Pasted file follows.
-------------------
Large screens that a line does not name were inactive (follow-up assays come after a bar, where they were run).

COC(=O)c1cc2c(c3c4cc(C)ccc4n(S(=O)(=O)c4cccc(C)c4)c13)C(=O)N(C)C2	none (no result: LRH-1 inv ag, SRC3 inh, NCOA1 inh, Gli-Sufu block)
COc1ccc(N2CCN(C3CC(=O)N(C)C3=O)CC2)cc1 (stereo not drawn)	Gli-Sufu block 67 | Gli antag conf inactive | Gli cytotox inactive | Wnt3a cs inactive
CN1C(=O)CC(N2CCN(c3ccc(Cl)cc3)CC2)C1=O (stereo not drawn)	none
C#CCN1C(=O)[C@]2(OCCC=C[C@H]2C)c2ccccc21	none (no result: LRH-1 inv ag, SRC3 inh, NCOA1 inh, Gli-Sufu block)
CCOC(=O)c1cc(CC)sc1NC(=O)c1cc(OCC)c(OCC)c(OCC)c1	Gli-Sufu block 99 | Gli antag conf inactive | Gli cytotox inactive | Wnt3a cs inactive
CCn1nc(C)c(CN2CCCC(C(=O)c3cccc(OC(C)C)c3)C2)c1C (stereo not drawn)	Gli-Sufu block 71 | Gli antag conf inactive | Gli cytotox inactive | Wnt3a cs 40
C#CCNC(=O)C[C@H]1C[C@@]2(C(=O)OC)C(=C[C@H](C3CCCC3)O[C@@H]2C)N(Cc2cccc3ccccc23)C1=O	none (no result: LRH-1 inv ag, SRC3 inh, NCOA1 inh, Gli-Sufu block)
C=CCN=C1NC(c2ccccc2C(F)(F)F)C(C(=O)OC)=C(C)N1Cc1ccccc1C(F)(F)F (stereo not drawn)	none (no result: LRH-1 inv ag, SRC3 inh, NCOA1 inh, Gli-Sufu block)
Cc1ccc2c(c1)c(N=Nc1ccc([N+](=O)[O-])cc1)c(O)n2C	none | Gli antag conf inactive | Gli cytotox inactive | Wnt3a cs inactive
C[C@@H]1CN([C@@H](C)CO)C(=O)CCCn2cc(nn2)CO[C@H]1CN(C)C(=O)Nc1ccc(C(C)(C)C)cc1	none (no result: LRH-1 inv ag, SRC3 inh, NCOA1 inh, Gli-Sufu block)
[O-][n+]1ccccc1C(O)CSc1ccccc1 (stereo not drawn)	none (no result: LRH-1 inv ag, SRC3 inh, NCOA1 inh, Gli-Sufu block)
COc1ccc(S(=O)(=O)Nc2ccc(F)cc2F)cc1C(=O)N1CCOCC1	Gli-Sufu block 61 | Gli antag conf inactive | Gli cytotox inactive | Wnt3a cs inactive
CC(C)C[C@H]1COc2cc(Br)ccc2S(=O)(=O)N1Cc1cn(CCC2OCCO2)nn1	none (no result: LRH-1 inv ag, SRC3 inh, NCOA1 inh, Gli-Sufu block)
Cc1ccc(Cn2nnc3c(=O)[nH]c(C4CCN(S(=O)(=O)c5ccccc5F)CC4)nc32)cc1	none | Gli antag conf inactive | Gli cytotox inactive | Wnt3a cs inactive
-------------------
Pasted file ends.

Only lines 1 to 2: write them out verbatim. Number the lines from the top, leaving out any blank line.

Large screens that a line does not name were inactive (follow-up assays come after a bar, where they were run).

COC(=O)c1cc2c(c3c4cc(C)ccc4n(S(=O)(=O)c4cccc(C)c4)c13)C(=O)N(C)C2	none (no result: LRH-1 inv ag, SRC3 inh, NCOA1 inh, Gli-Sufu block)